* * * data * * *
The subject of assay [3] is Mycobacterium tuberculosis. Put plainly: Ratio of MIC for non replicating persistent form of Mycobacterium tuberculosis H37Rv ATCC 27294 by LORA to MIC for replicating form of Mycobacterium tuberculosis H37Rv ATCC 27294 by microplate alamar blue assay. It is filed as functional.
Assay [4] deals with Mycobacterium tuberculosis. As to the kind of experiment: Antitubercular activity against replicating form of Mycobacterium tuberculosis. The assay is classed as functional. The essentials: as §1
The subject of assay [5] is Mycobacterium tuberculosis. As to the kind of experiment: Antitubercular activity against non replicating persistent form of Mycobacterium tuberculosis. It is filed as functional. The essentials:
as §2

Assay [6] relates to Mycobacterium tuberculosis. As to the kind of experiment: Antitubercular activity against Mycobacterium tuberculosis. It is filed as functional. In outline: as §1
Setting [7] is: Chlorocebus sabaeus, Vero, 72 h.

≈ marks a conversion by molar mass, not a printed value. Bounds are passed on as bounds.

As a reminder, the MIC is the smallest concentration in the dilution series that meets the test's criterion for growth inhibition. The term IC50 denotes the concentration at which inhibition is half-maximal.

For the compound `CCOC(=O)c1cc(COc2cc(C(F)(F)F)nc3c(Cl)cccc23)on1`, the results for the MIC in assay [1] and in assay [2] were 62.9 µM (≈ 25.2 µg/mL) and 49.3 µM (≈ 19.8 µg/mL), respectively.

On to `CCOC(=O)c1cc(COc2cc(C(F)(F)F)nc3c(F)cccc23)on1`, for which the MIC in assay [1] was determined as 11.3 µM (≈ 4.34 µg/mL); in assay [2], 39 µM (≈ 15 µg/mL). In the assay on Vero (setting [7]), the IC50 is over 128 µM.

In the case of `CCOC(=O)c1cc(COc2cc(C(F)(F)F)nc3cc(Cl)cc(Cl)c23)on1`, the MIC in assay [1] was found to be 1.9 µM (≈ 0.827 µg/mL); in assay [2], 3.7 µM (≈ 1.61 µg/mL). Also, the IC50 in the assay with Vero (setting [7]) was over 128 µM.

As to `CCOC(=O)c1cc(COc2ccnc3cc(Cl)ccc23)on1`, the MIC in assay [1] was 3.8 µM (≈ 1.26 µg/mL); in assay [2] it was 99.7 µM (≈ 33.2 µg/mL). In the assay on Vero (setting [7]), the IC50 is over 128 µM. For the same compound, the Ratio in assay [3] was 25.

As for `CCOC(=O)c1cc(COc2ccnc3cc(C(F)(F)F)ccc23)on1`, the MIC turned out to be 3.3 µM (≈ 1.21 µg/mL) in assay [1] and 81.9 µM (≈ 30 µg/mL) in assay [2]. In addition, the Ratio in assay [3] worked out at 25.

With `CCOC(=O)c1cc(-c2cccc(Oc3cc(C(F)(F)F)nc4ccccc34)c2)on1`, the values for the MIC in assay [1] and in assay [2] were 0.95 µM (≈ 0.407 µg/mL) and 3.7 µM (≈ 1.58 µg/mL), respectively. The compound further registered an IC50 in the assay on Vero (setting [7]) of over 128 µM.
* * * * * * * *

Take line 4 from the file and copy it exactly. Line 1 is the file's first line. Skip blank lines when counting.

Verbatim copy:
as §2